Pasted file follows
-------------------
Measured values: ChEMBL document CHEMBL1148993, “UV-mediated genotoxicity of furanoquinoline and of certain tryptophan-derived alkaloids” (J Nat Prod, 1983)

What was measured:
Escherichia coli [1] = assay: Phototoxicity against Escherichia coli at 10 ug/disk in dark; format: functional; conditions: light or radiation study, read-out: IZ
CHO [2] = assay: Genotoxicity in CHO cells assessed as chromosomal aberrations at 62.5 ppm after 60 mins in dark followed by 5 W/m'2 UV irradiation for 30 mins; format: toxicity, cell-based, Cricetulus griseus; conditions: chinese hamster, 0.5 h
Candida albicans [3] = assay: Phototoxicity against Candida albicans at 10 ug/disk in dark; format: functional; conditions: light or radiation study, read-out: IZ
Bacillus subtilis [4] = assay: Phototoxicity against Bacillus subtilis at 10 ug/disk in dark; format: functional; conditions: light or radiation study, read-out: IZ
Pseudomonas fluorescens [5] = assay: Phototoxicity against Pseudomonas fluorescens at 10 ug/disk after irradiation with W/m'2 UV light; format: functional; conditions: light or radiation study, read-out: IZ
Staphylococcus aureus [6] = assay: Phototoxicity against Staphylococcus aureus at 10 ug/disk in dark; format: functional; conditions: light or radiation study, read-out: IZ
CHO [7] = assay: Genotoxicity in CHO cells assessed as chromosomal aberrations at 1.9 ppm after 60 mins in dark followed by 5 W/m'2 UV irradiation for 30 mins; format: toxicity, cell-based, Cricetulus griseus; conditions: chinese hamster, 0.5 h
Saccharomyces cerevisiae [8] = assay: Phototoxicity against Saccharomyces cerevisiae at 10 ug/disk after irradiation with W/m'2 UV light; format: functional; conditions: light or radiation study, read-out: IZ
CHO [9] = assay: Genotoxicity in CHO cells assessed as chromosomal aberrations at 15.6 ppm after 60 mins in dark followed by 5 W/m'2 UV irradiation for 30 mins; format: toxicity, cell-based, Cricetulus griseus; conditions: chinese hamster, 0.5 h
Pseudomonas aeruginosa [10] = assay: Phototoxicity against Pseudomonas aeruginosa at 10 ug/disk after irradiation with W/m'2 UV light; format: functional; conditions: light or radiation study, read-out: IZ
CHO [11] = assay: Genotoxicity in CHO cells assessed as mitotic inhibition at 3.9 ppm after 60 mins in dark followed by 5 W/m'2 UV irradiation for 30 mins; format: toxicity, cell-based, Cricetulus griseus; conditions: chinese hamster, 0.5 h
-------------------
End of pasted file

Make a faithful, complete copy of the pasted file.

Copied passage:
Measured values: ChEMBL document CHEMBL1148993, “UV-mediated genotoxicity of furanoquinoline and of certain tryptophan-derived alkaloids” (J Nat Prod, 1983)

What was measured:
Escherichia coli [1] = assay: Phototoxicity against Escherichia coli at 10 ug/disk in dark; format: functional; conditions: light or radiation study, read-out: IZ
CHO [2] = assay: Genotoxicity in CHO cells assessed as chromosomal aberrations at 62.5 ppm after 60 mins in dark followed by 5 W/m'2 UV irradiation for 30 mins; format: toxicity, cell-based, Cricetulus griseus; conditions: chinese hamster, 0.5 h
Candida albicans [3] = assay: Phototoxicity against Candida albicans at 10 ug/disk in dark; format: functional; conditions: light or radiation study, read-out: IZ
Bacillus subtilis [4] = assay: Phototoxicity against Bacillus subtilis at 10 ug/disk in dark; format: functional; conditions: light or radiation study, read-out: IZ
Pseudomonas fluorescens [5] = assay: Phototoxicity against Pseudomonas fluorescens at 10 ug/disk after irradiation with W/m'2 UV light; format: functional; conditions: light or radiation study, read-out: IZ
Staphylococcus aureus [6] = assay: Phototoxicity against Staphylococcus aureus at 10 ug/disk in dark; format: functional; conditions: light or radiation study, read-out: IZ
CHO [7] = assay: Genotoxicity in CHO cells assessed as chromosomal aberrations at 1.9 ppm after 60 mins in dark followed by 5 W/m'2 UV irradiation for 30 mins; format: toxicity, cell-based, Cricetulus griseus; conditions: chinese hamster, 0.5 h
Saccharomyces cerevisiae [8] = assay: Phototoxicity against Saccharomyces cerevisiae at 10 ug/disk after irradiation with W/m'2 UV light; format: functional; conditions: light or radiation study, read-out: IZ
CHO [9] = assay: Genotoxicity in CHO cells assessed as chromosomal aberrations at 15.6 ppm after 60 mins in dark followed by 5 W/m'2 UV irradiation for 30 mins; format: toxicity, cell-based, Cricetulus griseus; conditions: chinese hamster, 0.5 h
Pseudomonas aeruginosa [10] = assay: Phototoxicity against Pseudomonas aeruginosa at 10 ug/disk after irradiation with W/m'2 UV light; format: functional; conditions: light or radiation study, read-out: IZ
CHO [11] = assay: Genotoxicity in CHO cells assessed as mitotic inhibition at 3.9 ppm after 60 mins in dark followed by 5 W/m'2 UV irradiation for 30 mins; format: toxicity, cell-based, Cricetulus griseus; conditions: chinese hamster, 0.5 h